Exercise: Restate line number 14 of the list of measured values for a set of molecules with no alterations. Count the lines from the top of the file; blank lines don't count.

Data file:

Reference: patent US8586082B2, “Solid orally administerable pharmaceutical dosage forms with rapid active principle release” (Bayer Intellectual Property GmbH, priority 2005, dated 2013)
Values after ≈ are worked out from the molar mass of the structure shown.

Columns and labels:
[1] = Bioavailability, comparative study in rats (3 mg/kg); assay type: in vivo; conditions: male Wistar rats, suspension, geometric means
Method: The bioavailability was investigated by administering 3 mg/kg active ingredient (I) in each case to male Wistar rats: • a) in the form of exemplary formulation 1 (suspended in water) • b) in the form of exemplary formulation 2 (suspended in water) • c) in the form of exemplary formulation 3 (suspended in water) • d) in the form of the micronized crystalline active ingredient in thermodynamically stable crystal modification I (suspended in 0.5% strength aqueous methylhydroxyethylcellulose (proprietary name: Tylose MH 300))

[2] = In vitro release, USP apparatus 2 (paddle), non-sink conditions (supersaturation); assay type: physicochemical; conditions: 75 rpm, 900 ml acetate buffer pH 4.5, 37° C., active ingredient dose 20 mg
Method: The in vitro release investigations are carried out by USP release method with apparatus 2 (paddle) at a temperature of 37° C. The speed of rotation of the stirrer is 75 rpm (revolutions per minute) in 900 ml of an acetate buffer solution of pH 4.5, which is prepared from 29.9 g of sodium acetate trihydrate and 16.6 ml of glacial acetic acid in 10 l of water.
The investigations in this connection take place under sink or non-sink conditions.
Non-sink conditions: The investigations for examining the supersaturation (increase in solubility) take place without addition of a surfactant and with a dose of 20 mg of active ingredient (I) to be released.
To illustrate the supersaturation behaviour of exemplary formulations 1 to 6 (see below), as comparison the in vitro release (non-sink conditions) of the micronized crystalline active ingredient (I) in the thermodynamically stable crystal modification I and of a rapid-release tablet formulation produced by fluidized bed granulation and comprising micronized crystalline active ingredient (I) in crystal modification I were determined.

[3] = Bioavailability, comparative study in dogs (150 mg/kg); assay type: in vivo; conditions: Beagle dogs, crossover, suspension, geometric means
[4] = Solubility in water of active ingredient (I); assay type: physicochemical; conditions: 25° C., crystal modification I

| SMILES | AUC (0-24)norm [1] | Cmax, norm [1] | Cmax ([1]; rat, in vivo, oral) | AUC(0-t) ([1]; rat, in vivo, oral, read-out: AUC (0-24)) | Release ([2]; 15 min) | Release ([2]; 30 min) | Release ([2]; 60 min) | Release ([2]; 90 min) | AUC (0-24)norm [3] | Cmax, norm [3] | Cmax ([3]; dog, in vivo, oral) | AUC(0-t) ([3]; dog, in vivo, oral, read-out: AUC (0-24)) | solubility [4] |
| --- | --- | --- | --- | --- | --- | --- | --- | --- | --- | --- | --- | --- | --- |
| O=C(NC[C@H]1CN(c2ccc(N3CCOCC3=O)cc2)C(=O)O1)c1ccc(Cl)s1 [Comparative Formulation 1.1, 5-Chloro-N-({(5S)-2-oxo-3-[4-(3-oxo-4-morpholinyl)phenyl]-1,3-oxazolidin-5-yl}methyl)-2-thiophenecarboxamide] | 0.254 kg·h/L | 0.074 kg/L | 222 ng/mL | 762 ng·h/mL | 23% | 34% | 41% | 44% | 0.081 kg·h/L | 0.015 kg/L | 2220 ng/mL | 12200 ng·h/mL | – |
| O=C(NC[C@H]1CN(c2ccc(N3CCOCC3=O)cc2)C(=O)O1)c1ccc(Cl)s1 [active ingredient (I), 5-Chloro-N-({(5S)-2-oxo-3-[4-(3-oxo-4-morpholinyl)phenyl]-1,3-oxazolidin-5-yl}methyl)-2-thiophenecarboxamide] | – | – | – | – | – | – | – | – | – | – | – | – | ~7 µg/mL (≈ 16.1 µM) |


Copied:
| --- | --- | --- | --- | --- | --- | --- | --- | --- | --- | --- | --- | --- | --- |